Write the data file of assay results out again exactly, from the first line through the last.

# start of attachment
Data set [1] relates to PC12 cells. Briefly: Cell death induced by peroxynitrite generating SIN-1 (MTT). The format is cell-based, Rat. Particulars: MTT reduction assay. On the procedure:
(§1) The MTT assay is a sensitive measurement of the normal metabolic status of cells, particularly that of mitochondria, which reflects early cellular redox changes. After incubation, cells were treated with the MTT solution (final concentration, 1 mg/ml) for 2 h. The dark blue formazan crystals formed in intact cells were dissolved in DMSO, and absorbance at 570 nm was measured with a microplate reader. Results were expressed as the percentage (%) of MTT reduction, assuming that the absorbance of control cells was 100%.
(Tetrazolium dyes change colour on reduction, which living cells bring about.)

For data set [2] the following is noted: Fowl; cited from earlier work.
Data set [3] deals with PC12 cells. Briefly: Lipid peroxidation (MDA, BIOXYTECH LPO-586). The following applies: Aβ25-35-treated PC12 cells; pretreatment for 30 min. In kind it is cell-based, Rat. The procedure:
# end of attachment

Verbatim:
Data set [1] relates to PC12 cells. Briefly: Cell death induced by peroxynitrite generating SIN-1 (MTT). The format is cell-based, Rat. Particulars: MTT reduction assay. On the procedure:
(§1) The MTT assay is a sensitive measurement of the normal metabolic status of cells, particularly that of mitochondria, which reflects early cellular redox changes. After incubation, cells were treated with the MTT solution (final concentration, 1 mg/ml) for 2 h. The dark blue formazan crystals formed in intact cells were dissolved in DMSO, and absorbance at 570 nm was measured with a microplate reader. Results were expressed as the percentage (%) of MTT reduction, assuming that the absorbance of control cells was 100%.
(Tetrazolium dyes change colour on reduction, which living cells bring about.)

For data set [2] the following is noted: Fowl; cited from earlier work.
Data set [3] deals with PC12 cells. Briefly: Lipid peroxidation (MDA, BIOXYTECH LPO-586). The following applies: Aβ25-35-treated PC12 cells; pretreatment for 30 min. In kind it is cell-based, Rat. The procedure: